more...
No comment yet.
Scooped by Trudy Raymakers
Scoop.it!

Carl Sagan on the Power of Books and Reading as the Path to Democracy

Carl Sagan on the Power of Books and Reading as the Path to Democracy | Librarysoul | Scoop.it

Someone reading a book is a sign of order in the world,” wrote the poet Mary Ruefle. Four centuries earlier, while ushering in a new world order, Galileo contemplated how books give us superhuman powers — a sentiment his twentieth-century counterpart, Carl Sagan (November 9, 1934–December 20, 1996), echoed in his shimmering assertion that “a book is proof that humans are capable of working magic.”

Shortly before his death, Sagan expounded on this passionate conviction in an essay titled “The Path to Freedom,” co-written with Ann Druyan — creative director of the Golden Record project and the love of Sagan’s life. It was published in The Demon-Haunted World: Science as a Candle in the Dark (public library) — the indispensable volume that gave us Sagan on moving beyond us vs. them, science as a tool of democracy, and his increasingly needed Baloney Detection Kit for critical thinking.

more...
No comment yet.
Scooped by Trudy Raymakers
Scoop.it!

Curator, Manuscripts, Archives & Rare Books. Full-Time job New York, New York

Job Description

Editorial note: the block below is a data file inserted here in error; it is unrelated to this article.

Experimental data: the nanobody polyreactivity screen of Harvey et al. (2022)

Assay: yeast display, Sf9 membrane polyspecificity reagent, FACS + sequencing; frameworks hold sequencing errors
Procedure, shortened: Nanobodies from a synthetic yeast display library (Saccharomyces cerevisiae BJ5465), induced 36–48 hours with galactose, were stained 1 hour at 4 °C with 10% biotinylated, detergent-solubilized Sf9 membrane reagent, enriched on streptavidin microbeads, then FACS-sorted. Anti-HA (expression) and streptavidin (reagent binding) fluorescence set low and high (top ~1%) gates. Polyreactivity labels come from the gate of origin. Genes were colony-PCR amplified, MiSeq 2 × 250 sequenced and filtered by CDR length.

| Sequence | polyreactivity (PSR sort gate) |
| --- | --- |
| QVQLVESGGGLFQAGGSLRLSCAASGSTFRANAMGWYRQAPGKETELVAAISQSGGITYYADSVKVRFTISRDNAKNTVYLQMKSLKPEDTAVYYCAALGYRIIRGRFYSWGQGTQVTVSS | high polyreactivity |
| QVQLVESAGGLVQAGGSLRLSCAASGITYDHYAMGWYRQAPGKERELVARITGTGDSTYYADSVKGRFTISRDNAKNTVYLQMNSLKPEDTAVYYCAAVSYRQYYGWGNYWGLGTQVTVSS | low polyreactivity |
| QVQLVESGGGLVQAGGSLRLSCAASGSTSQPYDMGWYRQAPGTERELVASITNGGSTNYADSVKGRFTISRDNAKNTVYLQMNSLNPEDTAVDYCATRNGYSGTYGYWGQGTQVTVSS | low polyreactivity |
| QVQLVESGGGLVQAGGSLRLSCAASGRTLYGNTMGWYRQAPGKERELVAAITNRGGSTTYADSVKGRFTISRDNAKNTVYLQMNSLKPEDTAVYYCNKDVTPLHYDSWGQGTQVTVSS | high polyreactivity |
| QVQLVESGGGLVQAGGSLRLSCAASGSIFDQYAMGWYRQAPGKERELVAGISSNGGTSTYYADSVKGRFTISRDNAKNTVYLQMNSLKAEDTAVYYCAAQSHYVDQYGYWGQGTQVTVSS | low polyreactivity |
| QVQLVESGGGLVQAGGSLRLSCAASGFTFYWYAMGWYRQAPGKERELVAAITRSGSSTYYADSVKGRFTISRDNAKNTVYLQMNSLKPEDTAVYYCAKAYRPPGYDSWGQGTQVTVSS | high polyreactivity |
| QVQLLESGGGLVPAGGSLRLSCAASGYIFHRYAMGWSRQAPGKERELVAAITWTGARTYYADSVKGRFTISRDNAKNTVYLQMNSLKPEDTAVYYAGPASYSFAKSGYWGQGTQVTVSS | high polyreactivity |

• Department: SCM Schomburg Manuscripts, Archives & Rare Books
• Job location: Manhattan, New York
• Job type: Full-Time Regular
• Job ID: 9985

Curator, Manuscripts, Archives & Rare Book

Trudy Raymakers's insight:
Job description of a curator - responsibilities, qualifications needed.
more...
No comment yet.
Scooped by Trudy Raymakers
Scoop.it!

Library of Congress Card Catalog

Library of Congress Card Catalog | Librarysoul | Scoop.it

For decades, an elegant card catalog occupied a central spot in the Library of Congress Main Reading Room. Before computerization, it was as central to the research process as a search engine in the present day.

When the Main Reading Room was closed for renovation in 1987 the Library returned the room to its original form with desks in a full circle. This meant moving the card catalog to desks adjacent to the Main Reading Room on the first floor of the Jefferson Building. No cards have been added since 1980, but the catalog is still used by researchers and librarians.

The Library of Congress card catalog system dates back to 1898. By 1901 the LC Card Division was producing vast quantities of them for sale to libraries across the country. Every book in the collection had a standardized card listing, relevant metadata, and cross-referenced topics.